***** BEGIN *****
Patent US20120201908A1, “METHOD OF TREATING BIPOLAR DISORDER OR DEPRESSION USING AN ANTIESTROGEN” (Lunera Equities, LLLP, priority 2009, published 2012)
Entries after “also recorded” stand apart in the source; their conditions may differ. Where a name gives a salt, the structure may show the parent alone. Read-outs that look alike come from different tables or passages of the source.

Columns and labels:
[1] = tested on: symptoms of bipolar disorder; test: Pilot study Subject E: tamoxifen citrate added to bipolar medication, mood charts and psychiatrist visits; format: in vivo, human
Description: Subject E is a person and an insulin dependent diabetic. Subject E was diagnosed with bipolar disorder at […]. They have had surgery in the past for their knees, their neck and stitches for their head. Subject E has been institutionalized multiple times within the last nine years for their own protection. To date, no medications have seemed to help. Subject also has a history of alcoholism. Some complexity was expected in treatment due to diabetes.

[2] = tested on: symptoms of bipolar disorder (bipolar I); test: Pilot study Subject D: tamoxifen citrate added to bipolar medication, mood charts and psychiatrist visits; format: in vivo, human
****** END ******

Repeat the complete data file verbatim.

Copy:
Patent US20120201908A1, “METHOD OF TREATING BIPOLAR DISORDER OR DEPRESSION USING AN ANTIESTROGEN” (Lunera Equities, LLLP, priority 2009, published 2012)
Entries after “also recorded” stand apart in the source; their conditions may differ. Where a name gives a salt, the structure may show the parent alone. Read-outs that look alike come from different tables or passages of the source.

Columns and labels:
[1] = tested on: symptoms of bipolar disorder; test: Pilot study Subject E: tamoxifen citrate added to bipolar medication, mood charts and psychiatrist visits; format: in vivo, human
Description: Subject E is a person and an insulin dependent diabetic. Subject E was diagnosed with bipolar disorder at […]. They have had surgery in the past for their knees, their neck and stitches for their head. Subject E has been institutionalized multiple times within the last nine years for their own protection. To date, no medications have seemed to help. Subject also has a history of alcoholism. Some complexity was expected in treatment due to diabetes.

[2] = tested on: symptoms of bipolar disorder (bipolar I); test: Pilot study Subject D: tamoxifen citrate added to bipolar medication, mood charts and psychiatrist visits; format: in vivo, human